A second hidden gem in Serengeti is the Moru Kopjes. Moru Kopje is located in the central Serengeti said to offer scenic views of the world’s endangered animal, the black rhino. The number of black rhinos is Tanzania have declined since 1980s. but, the efforts done by the government in 2019 to relocate the about six rhinos from South Africa into Serengeti has boosted the odds of spotting this rarely seen animal. A trip for rhino viewing in Moru costs about TSHS 100, 000 per head for East African citizens and about USD 100 per head for non-East African citizens and expatriates. The Big Cats also reside this area hiding in the kopjes in search of prey. A trip to Moru Kopjes will reward you will an unforgettable experience.

Another hidden gem is the Big Five animals (rhino, elephant, buffalo, leopard and lion). Serengeti is one of the few celebrated parks in Tanzania where you can spot all the Big Five animals. In the endless grasslands the king of the jungle (lion) is always spotted resting with members of the pride. Elephant is usually encountered in woodlands and tall grasslands grazing. This largest land animal is endowed with intelligence due to its large brain size. In the kopjes like Moru, Simba and Gol Kopjes, hides the African leopard. If you are lucky to witness of the its excellent kills, you will be amazed by its wonderful hunting tactics. In the open grasslands and shrubs, you will witness the terrific bush cows in large herds grazing. Black rhino can be spotted in the shrubs and short woodlands. It is less social and likes to camouflage with short shrubs and scrubs.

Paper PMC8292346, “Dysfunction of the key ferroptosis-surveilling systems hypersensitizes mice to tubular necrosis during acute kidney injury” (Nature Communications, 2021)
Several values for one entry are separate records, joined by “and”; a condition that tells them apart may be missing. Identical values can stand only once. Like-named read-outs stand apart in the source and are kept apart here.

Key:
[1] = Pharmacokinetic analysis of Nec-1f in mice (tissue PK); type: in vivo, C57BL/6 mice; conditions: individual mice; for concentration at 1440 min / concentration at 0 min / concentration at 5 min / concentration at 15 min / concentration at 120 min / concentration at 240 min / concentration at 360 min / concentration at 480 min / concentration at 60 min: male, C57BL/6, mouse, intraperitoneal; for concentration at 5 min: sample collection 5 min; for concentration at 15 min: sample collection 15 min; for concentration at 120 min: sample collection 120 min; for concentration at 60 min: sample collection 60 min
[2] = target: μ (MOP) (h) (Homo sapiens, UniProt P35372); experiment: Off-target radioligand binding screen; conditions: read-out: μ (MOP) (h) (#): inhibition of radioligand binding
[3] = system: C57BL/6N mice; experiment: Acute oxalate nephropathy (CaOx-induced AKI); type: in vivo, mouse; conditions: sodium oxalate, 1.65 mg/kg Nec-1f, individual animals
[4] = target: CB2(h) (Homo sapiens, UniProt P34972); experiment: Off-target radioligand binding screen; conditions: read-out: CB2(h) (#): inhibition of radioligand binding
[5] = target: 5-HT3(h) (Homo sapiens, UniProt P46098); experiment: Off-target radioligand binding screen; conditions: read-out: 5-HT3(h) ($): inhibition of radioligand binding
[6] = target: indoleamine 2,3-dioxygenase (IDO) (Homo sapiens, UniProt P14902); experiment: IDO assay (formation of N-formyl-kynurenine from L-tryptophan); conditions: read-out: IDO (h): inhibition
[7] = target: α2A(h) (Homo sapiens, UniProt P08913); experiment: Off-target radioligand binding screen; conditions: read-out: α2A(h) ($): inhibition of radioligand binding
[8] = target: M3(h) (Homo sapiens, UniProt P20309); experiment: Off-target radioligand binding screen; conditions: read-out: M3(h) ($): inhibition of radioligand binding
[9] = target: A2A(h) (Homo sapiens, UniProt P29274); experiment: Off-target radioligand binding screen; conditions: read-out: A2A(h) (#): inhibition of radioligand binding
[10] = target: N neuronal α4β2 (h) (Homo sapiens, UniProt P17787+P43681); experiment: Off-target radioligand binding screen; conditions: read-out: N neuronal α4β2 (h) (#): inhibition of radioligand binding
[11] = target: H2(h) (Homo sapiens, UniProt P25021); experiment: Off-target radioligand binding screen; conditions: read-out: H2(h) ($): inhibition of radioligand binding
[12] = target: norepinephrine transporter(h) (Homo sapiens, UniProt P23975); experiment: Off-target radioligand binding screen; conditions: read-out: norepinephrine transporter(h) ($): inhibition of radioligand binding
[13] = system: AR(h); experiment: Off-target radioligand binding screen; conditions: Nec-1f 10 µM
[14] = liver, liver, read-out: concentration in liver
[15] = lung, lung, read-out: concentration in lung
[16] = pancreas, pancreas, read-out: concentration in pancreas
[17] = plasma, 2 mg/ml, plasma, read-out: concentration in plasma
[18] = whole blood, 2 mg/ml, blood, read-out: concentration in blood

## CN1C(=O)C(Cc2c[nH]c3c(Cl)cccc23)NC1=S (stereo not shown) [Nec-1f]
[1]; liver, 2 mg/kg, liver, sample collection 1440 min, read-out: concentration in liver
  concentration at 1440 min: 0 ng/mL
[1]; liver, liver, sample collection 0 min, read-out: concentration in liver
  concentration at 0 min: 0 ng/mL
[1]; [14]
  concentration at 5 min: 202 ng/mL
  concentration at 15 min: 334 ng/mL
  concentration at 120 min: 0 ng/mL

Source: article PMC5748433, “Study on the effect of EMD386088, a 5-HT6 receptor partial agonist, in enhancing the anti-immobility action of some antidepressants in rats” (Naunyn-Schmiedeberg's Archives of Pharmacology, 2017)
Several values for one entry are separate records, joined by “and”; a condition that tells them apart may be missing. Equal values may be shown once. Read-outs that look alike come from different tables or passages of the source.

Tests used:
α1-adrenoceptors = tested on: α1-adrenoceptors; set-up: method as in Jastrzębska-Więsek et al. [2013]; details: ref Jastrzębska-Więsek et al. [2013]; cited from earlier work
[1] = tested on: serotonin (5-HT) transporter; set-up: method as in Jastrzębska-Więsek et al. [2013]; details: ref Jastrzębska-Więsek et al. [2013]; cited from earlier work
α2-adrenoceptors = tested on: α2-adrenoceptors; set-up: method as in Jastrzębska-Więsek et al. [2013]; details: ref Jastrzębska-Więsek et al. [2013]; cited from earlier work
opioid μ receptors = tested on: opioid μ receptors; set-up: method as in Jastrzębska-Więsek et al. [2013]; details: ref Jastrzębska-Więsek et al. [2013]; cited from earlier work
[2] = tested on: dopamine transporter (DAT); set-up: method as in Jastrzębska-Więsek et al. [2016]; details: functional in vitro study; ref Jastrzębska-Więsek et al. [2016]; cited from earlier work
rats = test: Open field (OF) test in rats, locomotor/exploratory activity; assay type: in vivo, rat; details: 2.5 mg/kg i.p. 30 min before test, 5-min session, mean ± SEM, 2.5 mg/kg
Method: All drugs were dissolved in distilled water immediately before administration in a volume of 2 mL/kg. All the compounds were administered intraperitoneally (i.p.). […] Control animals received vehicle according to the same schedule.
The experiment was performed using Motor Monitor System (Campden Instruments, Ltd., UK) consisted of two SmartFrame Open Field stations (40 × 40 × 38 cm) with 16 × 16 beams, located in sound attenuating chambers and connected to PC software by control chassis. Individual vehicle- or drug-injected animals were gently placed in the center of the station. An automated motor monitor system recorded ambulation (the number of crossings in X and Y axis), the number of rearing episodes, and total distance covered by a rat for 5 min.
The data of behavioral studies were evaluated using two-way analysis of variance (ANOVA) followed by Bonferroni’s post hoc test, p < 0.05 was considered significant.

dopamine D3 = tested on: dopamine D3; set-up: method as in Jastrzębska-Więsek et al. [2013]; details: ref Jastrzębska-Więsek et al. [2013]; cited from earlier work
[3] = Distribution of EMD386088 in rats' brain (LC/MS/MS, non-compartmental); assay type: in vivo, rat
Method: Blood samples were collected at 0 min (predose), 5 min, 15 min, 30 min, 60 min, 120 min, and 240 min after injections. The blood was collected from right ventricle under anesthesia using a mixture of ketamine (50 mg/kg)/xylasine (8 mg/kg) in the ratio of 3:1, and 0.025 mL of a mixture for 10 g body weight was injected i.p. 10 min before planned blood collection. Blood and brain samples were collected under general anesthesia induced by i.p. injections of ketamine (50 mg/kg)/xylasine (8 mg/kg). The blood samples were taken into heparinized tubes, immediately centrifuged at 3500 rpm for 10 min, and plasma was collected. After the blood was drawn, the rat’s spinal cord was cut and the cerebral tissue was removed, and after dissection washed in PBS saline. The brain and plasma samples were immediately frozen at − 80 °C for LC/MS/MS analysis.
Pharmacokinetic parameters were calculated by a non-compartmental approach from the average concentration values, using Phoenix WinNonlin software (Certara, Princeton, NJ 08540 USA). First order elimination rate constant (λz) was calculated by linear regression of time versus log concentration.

Birdlife is another stunning gem in Serengeti. The plains of Serengeti host over 550 beautiful colorful bird species. Exotic bird species are endemic to the Serengeti meaning that you can’t spot them anywhere in the world except in the Serengeti National Park. Here is a list of such birds; Gray-crested francolin, grey-breasted spurfowl, Tanzania red-billed hornbill and Rufous-tailed weaver. Other species are endemic to Tanzania only. They can be spotted in other Tanzanian parks. Therefore, Serengeti is the best destination for viewing these stunning birds. Examples of these birds are Usambiro barbet, gray-crested Helmet shrike, Schalow’s turaco, red-throated tit, Karamoja apalis, Hildebrandt’s starling, Abyssinian wheatear, Jackson’s widowbird, Swahili sparrow and Southern grosbeak-canary. Many other birds present in the Serengeti plains will make your trip superb one. They include ostrich, African fish eagle, lilac-breasted roller, black-headed gonolek, helmeted-guinea fowl, crested-guinea fowl, lesser flamingo, Kori bustard, Hartlaub’s bustard, African cuckoo, pennant-winged nightjar, gray-crowned crane, marabou stork, secretary bird, black heron, grey-backed fiscal, silver bird, yellow-throated sandgrouse and many others. Serengeti also receives various migratory birds between November and April. For better birdwatching experience, the Western Corridor is an excellent place for bird viewers since this area has riverine forests very attractive to exotic birds.

Endless Plains of the Great Serengeti
Bird Watching in Serengeti